SABR

Casey Patten

This article was written by Bill Nowlin.

When Case Patten filled out his player questionnaire at the request of the Hall of Fame, he declared his heritage as “Scotch, Irish, English, Dutch, and Indian” – the Native American part perhaps coming from his mother Mandana’s side of the family. As far as can be determined, he was one of the first players of Native American ancestry to play in the major leagues, though one suspects that rather few people knew of his ancestry. Contemporary news accounts seem not to mention a thing about his lineage in any regard. He preceded Louis Leroy (1910) with the Red Sox but was obviously of very mixed parentage and it seems safe to assume that he was never clearly identified as Native American.

His full name was Case Lyman Patten, but he was often called Pat Patten. He was a six foot tall switch-hitter who pitched left-handed, with a playing weight of 175 pounds. Patten was born in Westport, Long Island, New York, on May 7, 1874. He was the youngest of four children – Frankie, Charles, and Grace were his siblings. Their father James was a farmer. He was a New Yorker, but Mandana was Canadian, as were both of her parents.  

Patten’s first taste of professional baseball was with Plattsburg in the New York State League in 1896, according to his obituary in The Sporting News. His first full seasons were with the Wilkes-Barre Coal Barons for whom he played from 1897 until August 4, 1899, when he was purchased by James H. Manning of the Kansas City Blues. Manning had traveled from Buffalo to try to purchase Patten, and paid $1,000 for him. While he was at it, he secured options on four other Wilkes-Barre players to be delivered in the following nine days, and the rest of the team as well. The following day, the Wilkes-Barre team simply disbanded. Patten pitched for the Blues for the next month, including pitching and winning both games of a doubleheader against Buffalo on the final day of the 1899 season.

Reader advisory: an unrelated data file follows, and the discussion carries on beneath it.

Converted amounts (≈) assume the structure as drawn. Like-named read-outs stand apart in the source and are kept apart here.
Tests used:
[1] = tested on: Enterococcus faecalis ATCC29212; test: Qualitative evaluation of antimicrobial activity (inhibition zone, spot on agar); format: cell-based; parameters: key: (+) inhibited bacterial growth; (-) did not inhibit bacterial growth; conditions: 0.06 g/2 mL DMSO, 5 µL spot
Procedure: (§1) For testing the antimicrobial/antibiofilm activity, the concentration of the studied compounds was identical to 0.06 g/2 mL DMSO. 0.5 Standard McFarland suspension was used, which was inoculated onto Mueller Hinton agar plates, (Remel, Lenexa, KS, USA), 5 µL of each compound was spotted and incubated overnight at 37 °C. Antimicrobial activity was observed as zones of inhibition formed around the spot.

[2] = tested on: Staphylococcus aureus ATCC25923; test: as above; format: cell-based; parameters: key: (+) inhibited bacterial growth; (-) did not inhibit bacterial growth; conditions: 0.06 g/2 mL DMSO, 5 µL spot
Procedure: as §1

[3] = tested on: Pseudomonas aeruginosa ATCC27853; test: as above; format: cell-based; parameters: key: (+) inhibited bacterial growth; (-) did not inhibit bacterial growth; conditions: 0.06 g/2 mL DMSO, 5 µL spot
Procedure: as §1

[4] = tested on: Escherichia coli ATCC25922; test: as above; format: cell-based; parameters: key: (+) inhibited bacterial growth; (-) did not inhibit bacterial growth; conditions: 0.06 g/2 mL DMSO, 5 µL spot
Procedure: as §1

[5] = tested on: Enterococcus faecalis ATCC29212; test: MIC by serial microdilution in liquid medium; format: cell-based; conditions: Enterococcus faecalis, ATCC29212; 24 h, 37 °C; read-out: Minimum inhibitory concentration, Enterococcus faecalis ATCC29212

He pitched for Kansas City in 1900 as well. It was fortunate for Manning he acted as quickly as he did; J. Earle Wagner of the Washington Senators was only hours behind Manning in trying to pick up Patten. Manning “considers that he has acquired the wonder of minor league circles,” reported the Chicago Tribune. [Chicago Tribune, August 5, 1899] Manning went on to become one of the incorporators of the Washington Senators, formed in March 1901, of the brand new American League. A good part of the team was built from Manning’s Kansas City club.

Patten debuted with Manning’s Senators on May 4, 1901, pitching in relief of Win Mercer, who was up against Cy Young and some hot Boston batters. Mercer let in seven runs in the first four innings, and Patten got the call. He struck out two and walked three and let in three more runs. It was a lopsided 10-2 win for Jimmy Collins and the Bostons.

Controversy, however, had come to town with Patten: a bizarre case from his time in Kansas City, which played out as the season progressed. Lulu Prince had come to know Patten while he was still in the minors in 1900. On January 10, 1901, she was arrested for murdering her husband of one month, Phillip Kennedy, an agent for Merchants Dispatch Transportation. She had pumped five bullets into Kennedy, at his office, then kicked him, yelling, “You’ll never ruin another girl.” She told the policeman who arrested her, “Let go my hands. I want to fix my hair.”